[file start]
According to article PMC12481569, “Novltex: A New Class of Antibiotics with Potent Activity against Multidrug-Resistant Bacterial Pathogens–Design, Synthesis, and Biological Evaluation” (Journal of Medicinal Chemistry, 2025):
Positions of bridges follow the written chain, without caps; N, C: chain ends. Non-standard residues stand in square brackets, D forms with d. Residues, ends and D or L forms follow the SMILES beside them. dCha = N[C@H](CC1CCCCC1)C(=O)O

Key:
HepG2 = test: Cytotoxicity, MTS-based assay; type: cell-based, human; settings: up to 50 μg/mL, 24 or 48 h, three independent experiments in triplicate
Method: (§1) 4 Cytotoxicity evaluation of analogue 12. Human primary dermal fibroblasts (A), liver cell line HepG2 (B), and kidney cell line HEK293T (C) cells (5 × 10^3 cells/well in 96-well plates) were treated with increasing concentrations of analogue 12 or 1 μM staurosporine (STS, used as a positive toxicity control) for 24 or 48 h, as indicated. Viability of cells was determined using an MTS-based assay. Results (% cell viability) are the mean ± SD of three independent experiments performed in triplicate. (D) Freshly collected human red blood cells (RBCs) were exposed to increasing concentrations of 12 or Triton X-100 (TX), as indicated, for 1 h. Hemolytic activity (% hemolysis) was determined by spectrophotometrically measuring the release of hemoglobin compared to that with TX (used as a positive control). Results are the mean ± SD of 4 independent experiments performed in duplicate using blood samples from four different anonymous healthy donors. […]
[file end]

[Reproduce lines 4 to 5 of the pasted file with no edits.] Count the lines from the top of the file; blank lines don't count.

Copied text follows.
HepG2 = test: Cytotoxicity, MTS-based assay; type: cell-based, human; settings: up to 50 μg/mL, 24 or 48 h, three independent experiments in triplicate
Method: (§1) 4 Cytotoxicity evaluation of analogue 12. Human primary dermal fibroblasts (A), liver cell line HepG2 (B), and kidney cell line HEK293T (C) cells (5 × 10^3 cells/well in 96-well plates) were treated with increasing concentrations of analogue 12 or 1 μM staurosporine (STS, used as a positive toxicity control) for 24 or 48 h, as indicated. Viability of cells was determined using an MTS-based assay. Results (% cell viability) are the mean ± SD of three independent experiments performed in triplicate. (D) Freshly collected human red blood cells (RBCs) were exposed to increasing concentrations of 12 or Triton X-100 (TX), as indicated, for 1 h. Hemolytic activity (% hemolysis) was determined by spectrophotometrically measuring the release of hemoglobin compared to that with TX (used as a positive control). Results are the mean ± SD of 4 independent experiments performed in duplicate using blood samples from four different anonymous healthy donors. […]